The pandemic has reaffirmed our belief that technology can make us more human, not less For large organisations, the past few months have been a stress-test of their digital infrastructures and their ability to quickly adopt new ways of working.
Established organisations globally had to shelve traditional ways of working almost overnight as governments imposed national lockdowns aimed at curbing the humanitarian impact of the pandemic.
For companies that were not already well on the way to becoming future-ready, the shift to remote work was disruptive and challenging, and, in some cases, an existential threat.
On the other hand, those organisations that had already laid the groundwork have found the transition to be relatively painless, and their digital journeys have taken significant steps forward.
Thanks to deep investments in digital technology in recent years - Standard Bank Group spent nearly R12bn in IT over the past 18 months and bolstered its strategic partnerships - the shift has been smooth.
Adopting new ways of working in a matter of days is no mean feat for a multinational organisation with more than 50,000 permanent employees.
Africa's largest bank invoked its business continuity plans in March, when national lockdowns were announced across most of its African portfolio, and these largely remain in place today.
Since the onset of the crisis, the group has built on its existing technology capabilities by enhancing its remote-work capacity, further strengthening its cyber resilience, and by developing tools to keep employees informed and connected.
More than 75% of the group's employees are still working productively from home, leveraging the bank's digital tools, including a purpose-built Covid-19 Connect App.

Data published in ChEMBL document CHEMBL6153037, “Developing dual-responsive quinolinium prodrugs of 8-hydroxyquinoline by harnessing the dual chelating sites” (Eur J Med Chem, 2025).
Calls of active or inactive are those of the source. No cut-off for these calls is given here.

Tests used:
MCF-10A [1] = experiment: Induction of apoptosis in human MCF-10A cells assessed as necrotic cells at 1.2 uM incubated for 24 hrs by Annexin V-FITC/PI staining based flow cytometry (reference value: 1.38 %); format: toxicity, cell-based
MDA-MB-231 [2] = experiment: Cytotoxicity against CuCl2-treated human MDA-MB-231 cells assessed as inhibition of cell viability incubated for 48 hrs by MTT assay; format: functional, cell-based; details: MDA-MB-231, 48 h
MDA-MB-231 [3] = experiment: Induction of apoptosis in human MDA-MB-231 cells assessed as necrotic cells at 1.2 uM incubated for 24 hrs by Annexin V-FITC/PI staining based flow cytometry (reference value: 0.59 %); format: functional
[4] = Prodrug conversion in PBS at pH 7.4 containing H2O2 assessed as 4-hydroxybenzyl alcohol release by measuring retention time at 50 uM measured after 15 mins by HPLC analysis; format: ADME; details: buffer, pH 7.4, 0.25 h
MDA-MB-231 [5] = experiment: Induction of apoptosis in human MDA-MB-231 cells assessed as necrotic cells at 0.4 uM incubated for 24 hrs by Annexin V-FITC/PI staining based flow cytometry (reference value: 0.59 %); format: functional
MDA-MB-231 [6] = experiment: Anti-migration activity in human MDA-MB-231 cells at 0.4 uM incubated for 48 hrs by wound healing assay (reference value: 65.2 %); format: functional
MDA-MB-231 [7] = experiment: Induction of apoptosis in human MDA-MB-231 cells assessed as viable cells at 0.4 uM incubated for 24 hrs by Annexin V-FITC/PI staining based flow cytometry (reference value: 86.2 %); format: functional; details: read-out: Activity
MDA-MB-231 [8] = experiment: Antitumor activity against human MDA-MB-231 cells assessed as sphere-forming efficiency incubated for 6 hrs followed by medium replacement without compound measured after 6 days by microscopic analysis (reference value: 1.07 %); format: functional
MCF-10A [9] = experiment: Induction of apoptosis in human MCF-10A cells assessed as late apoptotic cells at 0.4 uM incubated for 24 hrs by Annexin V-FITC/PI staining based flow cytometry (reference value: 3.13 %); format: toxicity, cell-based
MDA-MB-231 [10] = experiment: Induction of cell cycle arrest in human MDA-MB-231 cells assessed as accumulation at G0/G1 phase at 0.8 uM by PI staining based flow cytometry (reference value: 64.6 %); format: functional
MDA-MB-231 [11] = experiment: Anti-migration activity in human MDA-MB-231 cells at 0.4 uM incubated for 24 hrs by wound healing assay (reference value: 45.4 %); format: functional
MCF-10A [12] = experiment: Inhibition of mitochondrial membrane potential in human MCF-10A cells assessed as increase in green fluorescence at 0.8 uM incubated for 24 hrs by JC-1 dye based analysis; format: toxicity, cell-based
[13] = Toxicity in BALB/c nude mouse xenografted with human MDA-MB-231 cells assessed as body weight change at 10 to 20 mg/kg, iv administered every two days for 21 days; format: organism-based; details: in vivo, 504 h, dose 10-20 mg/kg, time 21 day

To enable remote work, the bank has provided about 27,800 mobile data Sim cards to its employees in South Africa, up from 8,600 pre-COVID-19.
Standard Bank Group employees are now holding roughly 500,000 Microsoft Teams meetings every month, from 20,000 before the crisis.
Even large conferences, including the Standard Bank-hosted Africa Investors Conference (AIC), are being held virtually for the first time in partnership with Microsoft.
Encouragingly, participation at AIC was even better than in previous years.
While the group is planning a gradual, phased return to the office, this process will be subject to risk assessments and country-specific regulations, including social-distancing requirements.
The bank is in no rush to return to traditional ways of working, particularly given the success of the shift to digital.
Upskilling our workforce The group has also increased its focus on ensuring that employees are prepared for the 'new normal' and that they build career resilience and the skills needed for a digital world.
In doing so, Standard Bank is becoming more digital yet more human, and is striving to leave no one behind in the process.
Human connections are particularly important in the age of social distancing.